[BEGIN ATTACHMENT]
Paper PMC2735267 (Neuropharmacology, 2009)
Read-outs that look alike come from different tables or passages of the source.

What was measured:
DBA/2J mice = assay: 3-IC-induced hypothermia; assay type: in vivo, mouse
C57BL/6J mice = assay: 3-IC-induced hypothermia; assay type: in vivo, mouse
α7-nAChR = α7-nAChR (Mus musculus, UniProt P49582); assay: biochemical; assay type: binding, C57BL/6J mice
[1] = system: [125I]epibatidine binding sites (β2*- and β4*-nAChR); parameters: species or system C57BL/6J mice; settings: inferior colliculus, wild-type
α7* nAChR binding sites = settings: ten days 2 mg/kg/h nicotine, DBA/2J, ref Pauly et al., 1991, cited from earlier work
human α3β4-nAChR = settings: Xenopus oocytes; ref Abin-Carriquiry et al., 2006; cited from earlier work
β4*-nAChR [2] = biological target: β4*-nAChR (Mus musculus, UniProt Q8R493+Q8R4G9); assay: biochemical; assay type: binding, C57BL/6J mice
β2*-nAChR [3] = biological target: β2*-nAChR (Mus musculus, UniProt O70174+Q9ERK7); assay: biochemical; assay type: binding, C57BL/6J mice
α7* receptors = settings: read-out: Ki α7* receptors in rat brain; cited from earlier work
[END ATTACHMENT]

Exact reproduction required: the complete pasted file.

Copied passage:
Paper PMC2735267 (Neuropharmacology, 2009)
Read-outs that look alike come from different tables or passages of the source.

What was measured:
DBA/2J mice = assay: 3-IC-induced hypothermia; assay type: in vivo, mouse
C57BL/6J mice = assay: 3-IC-induced hypothermia; assay type: in vivo, mouse
α7-nAChR = α7-nAChR (Mus musculus, UniProt P49582); assay: biochemical; assay type: binding, C57BL/6J mice
[1] = system: [125I]epibatidine binding sites (β2*- and β4*-nAChR); parameters: species or system C57BL/6J mice; settings: inferior colliculus, wild-type
α7* nAChR binding sites = settings: ten days 2 mg/kg/h nicotine, DBA/2J, ref Pauly et al., 1991, cited from earlier work
human α3β4-nAChR = settings: Xenopus oocytes; ref Abin-Carriquiry et al., 2006; cited from earlier work
β4*-nAChR [2] = biological target: β4*-nAChR (Mus musculus, UniProt Q8R493+Q8R4G9); assay: biochemical; assay type: binding, C57BL/6J mice
β2*-nAChR [3] = biological target: β2*-nAChR (Mus musculus, UniProt O70174+Q9ERK7); assay: biochemical; assay type: binding, C57BL/6J mice
α7* receptors = settings: read-out: Ki α7* receptors in rat brain; cited from earlier work